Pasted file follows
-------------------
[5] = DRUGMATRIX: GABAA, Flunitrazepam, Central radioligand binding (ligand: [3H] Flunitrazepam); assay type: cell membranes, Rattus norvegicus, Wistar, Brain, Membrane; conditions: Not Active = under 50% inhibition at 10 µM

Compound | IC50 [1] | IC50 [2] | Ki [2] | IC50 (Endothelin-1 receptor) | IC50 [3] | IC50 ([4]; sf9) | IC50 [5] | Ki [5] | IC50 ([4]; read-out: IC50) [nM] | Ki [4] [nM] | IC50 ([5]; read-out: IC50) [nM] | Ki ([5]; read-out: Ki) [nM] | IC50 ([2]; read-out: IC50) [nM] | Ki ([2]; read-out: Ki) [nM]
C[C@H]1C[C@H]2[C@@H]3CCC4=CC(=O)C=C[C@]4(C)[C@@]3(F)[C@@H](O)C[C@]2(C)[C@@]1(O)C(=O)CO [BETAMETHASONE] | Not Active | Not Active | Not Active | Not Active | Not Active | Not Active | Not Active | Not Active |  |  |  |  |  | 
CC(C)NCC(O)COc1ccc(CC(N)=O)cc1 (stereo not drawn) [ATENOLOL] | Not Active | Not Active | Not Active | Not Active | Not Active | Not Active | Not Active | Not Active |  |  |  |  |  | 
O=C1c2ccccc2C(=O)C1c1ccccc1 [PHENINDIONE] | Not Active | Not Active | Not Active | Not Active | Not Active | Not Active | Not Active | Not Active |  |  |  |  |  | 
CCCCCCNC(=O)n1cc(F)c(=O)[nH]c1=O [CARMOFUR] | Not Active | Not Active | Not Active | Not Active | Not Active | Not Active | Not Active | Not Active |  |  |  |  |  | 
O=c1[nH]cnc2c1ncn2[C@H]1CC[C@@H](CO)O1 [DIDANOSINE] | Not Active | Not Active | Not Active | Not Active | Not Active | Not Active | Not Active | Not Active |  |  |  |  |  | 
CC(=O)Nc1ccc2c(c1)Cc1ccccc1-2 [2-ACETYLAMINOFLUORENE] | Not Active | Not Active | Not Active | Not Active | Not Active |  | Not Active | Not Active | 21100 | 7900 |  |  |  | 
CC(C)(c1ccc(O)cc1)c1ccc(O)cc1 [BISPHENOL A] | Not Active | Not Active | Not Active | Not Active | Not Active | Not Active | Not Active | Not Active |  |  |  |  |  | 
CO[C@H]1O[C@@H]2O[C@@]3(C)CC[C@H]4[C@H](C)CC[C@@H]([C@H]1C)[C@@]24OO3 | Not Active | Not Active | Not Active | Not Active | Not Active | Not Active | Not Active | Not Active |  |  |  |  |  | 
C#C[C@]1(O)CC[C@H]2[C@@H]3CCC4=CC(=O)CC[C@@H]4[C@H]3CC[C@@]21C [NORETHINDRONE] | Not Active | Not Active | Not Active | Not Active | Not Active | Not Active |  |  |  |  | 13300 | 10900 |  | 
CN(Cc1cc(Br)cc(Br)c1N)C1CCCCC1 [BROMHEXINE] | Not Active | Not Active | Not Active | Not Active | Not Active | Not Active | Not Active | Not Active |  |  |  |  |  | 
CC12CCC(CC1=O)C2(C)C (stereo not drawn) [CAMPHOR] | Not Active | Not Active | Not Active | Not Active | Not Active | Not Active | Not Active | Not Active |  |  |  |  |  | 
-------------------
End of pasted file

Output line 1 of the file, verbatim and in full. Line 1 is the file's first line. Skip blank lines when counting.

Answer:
[5] = DRUGMATRIX: GABAA, Flunitrazepam, Central radioligand binding (ligand: [3H] Flunitrazepam); assay type: cell membranes, Rattus norvegicus, Wistar, Brain, Membrane; conditions: Not Active = under 50% inhibition at 10 µM